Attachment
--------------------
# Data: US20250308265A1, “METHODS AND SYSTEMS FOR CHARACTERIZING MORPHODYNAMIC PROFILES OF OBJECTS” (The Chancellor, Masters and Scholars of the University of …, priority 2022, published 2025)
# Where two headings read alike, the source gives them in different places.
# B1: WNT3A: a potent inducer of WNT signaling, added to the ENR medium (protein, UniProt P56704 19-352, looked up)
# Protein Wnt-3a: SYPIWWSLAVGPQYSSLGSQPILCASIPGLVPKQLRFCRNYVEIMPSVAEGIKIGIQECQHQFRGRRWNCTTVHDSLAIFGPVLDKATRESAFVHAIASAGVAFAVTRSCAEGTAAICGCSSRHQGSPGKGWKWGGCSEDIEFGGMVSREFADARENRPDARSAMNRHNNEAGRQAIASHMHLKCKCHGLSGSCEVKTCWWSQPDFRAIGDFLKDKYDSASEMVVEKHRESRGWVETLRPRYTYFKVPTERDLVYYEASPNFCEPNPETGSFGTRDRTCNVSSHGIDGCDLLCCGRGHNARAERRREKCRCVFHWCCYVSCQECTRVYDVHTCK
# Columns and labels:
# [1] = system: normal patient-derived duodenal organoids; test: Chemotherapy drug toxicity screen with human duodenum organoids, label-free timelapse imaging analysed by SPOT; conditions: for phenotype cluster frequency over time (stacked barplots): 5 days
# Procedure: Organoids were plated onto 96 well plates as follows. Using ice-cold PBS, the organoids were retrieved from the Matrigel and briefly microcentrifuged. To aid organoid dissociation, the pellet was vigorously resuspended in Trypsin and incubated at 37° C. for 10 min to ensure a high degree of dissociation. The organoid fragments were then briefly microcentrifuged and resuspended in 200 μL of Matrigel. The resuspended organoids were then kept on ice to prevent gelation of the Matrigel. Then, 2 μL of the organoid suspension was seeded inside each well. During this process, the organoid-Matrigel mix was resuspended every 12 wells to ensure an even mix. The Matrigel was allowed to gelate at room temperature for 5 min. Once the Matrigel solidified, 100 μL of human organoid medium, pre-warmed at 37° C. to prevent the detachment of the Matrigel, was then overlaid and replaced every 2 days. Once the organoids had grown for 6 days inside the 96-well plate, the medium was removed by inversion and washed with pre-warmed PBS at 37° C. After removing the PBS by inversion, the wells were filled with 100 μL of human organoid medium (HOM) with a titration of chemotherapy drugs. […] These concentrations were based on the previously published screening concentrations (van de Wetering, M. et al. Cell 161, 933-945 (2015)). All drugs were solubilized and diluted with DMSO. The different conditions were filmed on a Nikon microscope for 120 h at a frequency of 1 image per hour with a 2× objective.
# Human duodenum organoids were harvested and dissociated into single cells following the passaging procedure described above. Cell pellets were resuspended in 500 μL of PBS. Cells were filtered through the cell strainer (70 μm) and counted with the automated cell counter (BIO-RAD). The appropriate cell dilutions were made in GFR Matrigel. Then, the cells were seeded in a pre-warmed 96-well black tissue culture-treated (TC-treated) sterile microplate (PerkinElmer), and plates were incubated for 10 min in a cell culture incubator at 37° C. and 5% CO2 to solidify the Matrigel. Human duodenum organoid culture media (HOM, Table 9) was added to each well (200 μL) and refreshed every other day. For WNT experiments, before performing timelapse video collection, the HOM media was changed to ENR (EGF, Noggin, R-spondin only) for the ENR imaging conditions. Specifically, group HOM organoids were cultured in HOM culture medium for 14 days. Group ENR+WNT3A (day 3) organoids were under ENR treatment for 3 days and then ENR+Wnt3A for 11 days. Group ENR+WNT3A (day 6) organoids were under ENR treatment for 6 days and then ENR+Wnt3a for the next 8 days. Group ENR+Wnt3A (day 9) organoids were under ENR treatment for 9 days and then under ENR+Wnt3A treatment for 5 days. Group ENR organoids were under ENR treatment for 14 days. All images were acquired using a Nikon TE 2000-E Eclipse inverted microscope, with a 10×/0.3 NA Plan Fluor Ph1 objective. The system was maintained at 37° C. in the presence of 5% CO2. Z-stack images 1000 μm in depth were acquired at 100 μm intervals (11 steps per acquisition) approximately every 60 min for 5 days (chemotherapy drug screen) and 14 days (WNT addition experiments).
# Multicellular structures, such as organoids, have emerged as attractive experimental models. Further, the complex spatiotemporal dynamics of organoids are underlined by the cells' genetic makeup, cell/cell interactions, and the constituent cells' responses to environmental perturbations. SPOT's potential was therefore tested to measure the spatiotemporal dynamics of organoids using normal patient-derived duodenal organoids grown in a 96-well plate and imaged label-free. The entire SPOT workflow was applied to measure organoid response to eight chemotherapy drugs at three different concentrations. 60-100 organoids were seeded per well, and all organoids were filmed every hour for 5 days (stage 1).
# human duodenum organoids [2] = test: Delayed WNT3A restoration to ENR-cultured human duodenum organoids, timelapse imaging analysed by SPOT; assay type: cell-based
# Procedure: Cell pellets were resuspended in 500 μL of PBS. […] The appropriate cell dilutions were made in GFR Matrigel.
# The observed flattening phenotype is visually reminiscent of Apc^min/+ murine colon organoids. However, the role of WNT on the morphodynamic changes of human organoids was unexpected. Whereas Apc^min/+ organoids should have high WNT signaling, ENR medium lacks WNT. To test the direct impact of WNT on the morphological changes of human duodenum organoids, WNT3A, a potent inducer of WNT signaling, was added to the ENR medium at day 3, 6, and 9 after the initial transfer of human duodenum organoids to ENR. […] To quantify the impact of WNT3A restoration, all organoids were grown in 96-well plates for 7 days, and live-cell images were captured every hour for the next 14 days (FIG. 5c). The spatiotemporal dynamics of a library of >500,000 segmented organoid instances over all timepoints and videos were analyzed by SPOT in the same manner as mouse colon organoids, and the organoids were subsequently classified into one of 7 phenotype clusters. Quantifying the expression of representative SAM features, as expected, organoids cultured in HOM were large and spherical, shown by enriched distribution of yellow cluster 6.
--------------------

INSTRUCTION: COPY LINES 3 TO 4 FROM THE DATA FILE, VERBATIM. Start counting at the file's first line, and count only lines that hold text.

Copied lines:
# B1: WNT3A: a potent inducer of WNT signaling, added to the ENR medium (protein, UniProt P56704 19-352, looked up)
# Protein Wnt-3a: SYPIWWSLAVGPQYSSLGSQPILCASIPGLVPKQLRFCRNYVEIMPSVAEGIKIGIQECQHQFRGRRWNCTTVHDSLAIFGPVLDKATRESAFVHAIASAGVAFAVTRSCAEGTAAICGCSSRHQGSPGKGWKWGGCSEDIEFGGMVSREFADARENRPDARSAMNRHNNEAGRQAIASHMHLKCKCHGLSGSCEVKTCWWSQPDFRAIGDFLKDKYDSASEMVVEKHRESRGWVETLRPRYTYFKVPTERDLVYYEASPNFCEPNPETGSFGTRDRTCNVSSHGIDGCDLLCCGRGHNARAERRREKCRCVFHWCCYVSCQECTRVYDVHTCK